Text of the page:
- TV Show
- Current Status
- In Season
- run date
- Pamela Anderson
- Stan Lee
- Spike TV
We gave it a B-
When I first heard that director Spike Lee had sued and temporarily prevented TNN from changing its moniker to Spike TV (a rebranding that signals its new mission to service horndog young men), I became outraged: Why, that lawsuit had resulted in canceling a televised kickoff party at the Playboy Mansion! One of the inalienable rights of basic cable is being able to indulge one’s inner Bill Maher without actually risking exposure to a communicable disease from Hugh Hefner’s grotto.
The lawsuit itself is goofy: Why would the director of ethnically diverse, politically thorny movies think that the former Nashville Network — once home to country videos and ”Dukes of Hazzard” reruns, and currently to wrestling — is trading on his good name? No one is going to confuse ”Do the Right Thing” with TNN’s new batch of animation, including Stripperella (featuring Pamela Anderson as an ecdysiast/superhero).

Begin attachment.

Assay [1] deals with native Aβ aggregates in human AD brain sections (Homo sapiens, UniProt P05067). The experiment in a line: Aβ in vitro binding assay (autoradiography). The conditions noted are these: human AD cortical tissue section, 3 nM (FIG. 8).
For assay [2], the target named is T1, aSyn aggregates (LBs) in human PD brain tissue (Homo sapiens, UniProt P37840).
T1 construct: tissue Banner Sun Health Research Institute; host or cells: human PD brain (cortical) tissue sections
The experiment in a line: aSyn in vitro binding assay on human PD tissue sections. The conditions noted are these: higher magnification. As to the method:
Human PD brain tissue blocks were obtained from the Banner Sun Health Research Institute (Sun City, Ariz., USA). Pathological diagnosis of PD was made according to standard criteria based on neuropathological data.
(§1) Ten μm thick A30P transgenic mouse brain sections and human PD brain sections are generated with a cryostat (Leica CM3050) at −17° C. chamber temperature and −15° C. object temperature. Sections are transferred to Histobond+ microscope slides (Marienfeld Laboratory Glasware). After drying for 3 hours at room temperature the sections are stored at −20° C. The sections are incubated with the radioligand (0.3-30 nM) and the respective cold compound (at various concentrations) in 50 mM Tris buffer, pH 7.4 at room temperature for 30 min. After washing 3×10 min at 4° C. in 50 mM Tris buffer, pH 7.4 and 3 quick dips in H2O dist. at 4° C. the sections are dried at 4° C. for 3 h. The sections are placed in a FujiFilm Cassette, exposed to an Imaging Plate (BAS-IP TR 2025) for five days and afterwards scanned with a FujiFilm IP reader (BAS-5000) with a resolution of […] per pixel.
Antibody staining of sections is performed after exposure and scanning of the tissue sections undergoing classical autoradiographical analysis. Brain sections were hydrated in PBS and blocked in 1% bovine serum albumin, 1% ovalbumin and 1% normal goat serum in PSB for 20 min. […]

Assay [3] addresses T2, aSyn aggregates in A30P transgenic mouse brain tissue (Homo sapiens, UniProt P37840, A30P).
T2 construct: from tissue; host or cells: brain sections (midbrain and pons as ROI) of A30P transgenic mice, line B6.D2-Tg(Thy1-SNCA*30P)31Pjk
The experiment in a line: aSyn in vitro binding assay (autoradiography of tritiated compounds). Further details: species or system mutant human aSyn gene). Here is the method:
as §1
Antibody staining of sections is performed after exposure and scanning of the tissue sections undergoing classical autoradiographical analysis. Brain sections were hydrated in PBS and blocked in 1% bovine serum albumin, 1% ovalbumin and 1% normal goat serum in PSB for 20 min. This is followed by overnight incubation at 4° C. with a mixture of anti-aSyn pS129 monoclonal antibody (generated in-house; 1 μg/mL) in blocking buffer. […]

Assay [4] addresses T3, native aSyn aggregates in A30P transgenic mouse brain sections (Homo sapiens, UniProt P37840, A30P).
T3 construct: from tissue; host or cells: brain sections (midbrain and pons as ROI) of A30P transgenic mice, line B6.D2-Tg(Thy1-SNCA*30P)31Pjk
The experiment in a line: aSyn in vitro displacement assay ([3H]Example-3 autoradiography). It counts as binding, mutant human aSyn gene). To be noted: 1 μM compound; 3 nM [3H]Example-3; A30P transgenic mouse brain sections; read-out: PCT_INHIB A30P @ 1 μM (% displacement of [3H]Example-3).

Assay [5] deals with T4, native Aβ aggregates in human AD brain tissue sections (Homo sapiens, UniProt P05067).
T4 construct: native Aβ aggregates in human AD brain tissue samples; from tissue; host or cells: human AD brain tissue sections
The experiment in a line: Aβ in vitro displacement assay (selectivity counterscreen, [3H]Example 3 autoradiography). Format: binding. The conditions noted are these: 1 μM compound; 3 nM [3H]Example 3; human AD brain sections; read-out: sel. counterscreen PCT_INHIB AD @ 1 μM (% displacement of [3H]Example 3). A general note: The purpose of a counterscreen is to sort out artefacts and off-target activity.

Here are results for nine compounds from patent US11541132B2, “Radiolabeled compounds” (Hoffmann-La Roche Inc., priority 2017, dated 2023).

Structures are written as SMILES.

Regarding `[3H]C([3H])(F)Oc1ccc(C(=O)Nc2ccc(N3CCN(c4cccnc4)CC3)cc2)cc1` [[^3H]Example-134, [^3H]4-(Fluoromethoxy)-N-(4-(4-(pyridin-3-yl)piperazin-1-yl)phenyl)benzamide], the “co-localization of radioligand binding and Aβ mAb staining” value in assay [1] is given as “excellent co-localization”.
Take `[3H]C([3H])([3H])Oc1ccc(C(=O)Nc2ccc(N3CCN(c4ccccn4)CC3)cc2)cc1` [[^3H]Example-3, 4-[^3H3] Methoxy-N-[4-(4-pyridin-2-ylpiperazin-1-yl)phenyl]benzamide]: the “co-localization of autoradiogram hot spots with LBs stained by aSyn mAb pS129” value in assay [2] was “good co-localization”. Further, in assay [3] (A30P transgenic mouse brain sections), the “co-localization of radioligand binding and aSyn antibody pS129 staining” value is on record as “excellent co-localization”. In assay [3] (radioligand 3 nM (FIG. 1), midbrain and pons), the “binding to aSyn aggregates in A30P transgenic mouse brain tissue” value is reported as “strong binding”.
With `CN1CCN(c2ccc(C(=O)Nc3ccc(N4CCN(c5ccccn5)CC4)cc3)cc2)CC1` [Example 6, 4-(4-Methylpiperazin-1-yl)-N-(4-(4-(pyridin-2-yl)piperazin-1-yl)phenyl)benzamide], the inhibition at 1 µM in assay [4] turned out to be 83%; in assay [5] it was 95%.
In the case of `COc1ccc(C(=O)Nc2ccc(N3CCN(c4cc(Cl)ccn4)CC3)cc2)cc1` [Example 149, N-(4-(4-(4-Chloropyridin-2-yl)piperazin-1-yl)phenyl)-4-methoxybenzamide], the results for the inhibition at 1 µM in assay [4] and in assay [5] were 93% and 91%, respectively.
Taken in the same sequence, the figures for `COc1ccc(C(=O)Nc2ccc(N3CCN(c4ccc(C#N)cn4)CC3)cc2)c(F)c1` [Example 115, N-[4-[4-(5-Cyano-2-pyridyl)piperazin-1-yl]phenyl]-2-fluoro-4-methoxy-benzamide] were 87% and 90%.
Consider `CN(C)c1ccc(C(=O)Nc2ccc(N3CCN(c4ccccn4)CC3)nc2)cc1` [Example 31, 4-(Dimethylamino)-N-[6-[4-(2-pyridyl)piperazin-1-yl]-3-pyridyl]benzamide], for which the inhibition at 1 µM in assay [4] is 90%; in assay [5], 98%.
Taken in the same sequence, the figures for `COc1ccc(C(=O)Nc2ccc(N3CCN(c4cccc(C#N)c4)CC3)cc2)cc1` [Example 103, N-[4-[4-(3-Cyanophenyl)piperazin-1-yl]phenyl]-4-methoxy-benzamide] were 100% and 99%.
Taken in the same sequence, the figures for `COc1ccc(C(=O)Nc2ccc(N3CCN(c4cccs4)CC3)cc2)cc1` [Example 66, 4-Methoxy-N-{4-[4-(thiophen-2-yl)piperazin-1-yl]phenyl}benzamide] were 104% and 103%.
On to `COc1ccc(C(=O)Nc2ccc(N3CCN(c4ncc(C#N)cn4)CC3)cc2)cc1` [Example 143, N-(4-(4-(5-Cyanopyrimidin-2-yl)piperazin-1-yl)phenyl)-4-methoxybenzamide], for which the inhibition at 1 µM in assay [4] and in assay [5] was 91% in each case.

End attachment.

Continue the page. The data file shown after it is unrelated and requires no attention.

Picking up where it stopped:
Regarding the Playboy stuff, I need not have fretted. It turns out that ”Stripperella” offers more titillation than a year’s supply of airbrushed bunnies. The series is credited to 80-year-old Marvel Comics pioneer Stan Lee. Who knew the cocreator of ”The Hulk” and ”Spider-Man” was such a randy old coot, so eager to offend? ”Stripperella” features bared breasts and lines like ”Let’s see some titties!” (Hey, maybe TNN could get revenge on the litigious filmmaker — and trade on Spike and Stan’s common surname — by christening itself Lee TV?) Anyway, TNN sent out the pilot and a later episode, which featured really ooky jokes about a younger stripper whose father brings business clients to the series’ ”gentlemen’s club,” the Tender Loins. (Dad tells daughter to ”strip good” and watches along with the rest of the droolers.) A subplot about an animal rights organization, ”Animals Need Universal Support, or ANUS,” is, given Anderson’s interest in the plight of furry creatures and her ”Baywatch”/Tommy Lee home-movie past, I suppose, right up her alley.
And if you groaned at that pun, the official pilot has a plot about ”exploding breast implants” that turn women into ”literal bombshells.” (”You’ve been booby-trapped!” cries our heroine.) But Anderson acquits herself with more aplomb than seems inhumanly possible — her warm, unironic line readings, combined with the exaggeratedly drawn curves of her real-life exaggeratedly curved body, achieve the desired sexual provocativeness. To put it as bluntly as the show demands, ”Stripperella” is a success as soft-core cartoon porn.